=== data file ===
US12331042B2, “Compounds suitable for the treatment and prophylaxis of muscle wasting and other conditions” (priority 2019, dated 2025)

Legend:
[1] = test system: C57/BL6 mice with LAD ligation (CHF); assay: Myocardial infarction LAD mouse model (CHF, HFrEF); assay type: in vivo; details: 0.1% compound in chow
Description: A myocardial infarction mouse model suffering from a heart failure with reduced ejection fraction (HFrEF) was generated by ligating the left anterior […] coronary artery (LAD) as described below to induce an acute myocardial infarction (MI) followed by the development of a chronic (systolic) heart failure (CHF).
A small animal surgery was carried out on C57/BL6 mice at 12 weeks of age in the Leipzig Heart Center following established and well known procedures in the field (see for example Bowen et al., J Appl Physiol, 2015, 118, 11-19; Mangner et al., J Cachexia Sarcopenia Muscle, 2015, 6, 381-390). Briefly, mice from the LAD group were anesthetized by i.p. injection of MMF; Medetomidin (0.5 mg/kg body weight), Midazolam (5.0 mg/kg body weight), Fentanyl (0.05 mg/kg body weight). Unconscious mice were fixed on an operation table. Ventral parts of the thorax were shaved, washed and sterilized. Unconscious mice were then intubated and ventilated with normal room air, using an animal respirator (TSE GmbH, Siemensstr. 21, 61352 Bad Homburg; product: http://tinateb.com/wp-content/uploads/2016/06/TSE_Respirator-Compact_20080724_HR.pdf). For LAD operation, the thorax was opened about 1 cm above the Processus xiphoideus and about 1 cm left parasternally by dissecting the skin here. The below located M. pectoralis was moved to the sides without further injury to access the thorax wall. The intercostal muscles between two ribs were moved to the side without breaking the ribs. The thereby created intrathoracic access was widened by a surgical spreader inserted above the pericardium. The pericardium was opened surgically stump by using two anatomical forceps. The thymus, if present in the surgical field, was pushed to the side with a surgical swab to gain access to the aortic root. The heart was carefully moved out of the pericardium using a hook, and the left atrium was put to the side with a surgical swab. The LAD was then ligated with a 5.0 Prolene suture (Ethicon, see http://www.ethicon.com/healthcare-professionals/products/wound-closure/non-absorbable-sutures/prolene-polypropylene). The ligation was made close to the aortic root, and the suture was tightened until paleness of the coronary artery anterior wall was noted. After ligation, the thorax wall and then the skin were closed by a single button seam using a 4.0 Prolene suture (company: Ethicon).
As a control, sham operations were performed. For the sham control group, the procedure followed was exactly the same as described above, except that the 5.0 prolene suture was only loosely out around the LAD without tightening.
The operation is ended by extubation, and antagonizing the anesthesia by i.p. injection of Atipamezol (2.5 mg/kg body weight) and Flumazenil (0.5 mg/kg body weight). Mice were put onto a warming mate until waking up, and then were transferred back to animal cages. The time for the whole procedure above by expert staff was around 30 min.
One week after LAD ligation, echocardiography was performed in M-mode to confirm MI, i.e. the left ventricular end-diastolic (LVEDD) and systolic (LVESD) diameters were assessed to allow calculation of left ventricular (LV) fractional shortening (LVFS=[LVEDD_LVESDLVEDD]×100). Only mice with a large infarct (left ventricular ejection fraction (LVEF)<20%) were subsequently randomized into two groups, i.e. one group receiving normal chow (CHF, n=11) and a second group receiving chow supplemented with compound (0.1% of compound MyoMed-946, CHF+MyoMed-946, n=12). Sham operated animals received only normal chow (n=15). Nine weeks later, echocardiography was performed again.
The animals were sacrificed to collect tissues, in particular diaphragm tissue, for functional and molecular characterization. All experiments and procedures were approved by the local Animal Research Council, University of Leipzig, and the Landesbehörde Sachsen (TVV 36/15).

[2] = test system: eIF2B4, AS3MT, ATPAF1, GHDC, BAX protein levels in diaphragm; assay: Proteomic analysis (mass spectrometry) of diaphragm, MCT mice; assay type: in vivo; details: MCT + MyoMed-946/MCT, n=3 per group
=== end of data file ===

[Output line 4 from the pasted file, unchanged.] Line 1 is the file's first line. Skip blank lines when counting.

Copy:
Description: A myocardial infarction mouse model suffering from a heart failure with reduced ejection fraction (HFrEF) was generated by ligating the left anterior […] coronary artery (LAD) as described below to induce an acute myocardial infarction (MI) followed by the development of a chronic (systolic) heart failure (CHF).